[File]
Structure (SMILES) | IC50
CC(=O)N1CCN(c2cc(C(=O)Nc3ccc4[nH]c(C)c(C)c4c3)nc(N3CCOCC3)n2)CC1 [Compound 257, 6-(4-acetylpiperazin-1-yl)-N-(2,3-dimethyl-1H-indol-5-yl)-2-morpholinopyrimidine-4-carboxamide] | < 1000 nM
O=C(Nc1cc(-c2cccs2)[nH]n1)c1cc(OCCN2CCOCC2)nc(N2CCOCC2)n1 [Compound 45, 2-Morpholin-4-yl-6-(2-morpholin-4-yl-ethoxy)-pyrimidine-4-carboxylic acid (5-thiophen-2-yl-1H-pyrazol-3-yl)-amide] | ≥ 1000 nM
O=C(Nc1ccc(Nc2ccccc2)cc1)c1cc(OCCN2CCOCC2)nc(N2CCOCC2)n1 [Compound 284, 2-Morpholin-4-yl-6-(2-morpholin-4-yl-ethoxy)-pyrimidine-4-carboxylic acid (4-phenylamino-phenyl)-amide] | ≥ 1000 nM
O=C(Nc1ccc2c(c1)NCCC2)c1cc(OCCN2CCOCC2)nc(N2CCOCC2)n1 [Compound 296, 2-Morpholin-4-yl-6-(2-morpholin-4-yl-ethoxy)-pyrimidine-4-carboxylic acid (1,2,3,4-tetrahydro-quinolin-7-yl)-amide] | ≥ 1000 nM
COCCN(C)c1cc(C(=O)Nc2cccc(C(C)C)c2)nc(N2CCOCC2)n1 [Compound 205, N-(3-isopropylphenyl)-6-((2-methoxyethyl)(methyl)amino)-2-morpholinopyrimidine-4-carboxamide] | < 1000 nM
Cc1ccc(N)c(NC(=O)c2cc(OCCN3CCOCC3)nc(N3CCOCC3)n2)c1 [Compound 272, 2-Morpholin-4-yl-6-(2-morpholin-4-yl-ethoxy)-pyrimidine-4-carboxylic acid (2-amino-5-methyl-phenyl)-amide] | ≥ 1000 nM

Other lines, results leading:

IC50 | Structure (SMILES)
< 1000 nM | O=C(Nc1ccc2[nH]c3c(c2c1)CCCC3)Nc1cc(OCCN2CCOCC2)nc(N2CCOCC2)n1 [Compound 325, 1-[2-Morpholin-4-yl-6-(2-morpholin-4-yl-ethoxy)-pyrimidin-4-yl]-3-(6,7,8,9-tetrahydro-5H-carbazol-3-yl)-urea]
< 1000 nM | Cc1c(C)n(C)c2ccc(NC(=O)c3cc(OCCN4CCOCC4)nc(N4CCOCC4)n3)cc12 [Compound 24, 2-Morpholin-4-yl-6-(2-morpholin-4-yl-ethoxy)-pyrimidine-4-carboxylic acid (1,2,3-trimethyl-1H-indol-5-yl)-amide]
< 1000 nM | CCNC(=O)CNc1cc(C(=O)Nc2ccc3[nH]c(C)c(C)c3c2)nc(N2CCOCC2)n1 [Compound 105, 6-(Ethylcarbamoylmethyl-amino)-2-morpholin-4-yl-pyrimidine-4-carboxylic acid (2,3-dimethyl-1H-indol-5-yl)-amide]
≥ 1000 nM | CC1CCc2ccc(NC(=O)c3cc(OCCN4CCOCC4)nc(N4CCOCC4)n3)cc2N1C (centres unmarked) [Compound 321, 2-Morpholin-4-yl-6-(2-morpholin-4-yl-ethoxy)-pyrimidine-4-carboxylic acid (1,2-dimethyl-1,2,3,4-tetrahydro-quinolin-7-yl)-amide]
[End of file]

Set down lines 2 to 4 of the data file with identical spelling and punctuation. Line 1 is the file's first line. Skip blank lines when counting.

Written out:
CC(=O)N1CCN(c2cc(C(=O)Nc3ccc4[nH]c(C)c(C)c4c3)nc(N3CCOCC3)n2)CC1 [Compound 257, 6-(4-acetylpiperazin-1-yl)-N-(2,3-dimethyl-1H-indol-5-yl)-2-morpholinopyrimidine-4-carboxamide] | < 1000 nM
O=C(Nc1cc(-c2cccs2)[nH]n1)c1cc(OCCN2CCOCC2)nc(N2CCOCC2)n1 [Compound 45, 2-Morpholin-4-yl-6-(2-morpholin-4-yl-ethoxy)-pyrimidine-4-carboxylic acid (5-thiophen-2-yl-1H-pyrazol-3-yl)-amide] | ≥ 1000 nM
O=C(Nc1ccc(Nc2ccccc2)cc1)c1cc(OCCN2CCOCC2)nc(N2CCOCC2)n1 [Compound 284, 2-Morpholin-4-yl-6-(2-morpholin-4-yl-ethoxy)-pyrimidine-4-carboxylic acid (4-phenylamino-phenyl)-amide] | ≥ 1000 nM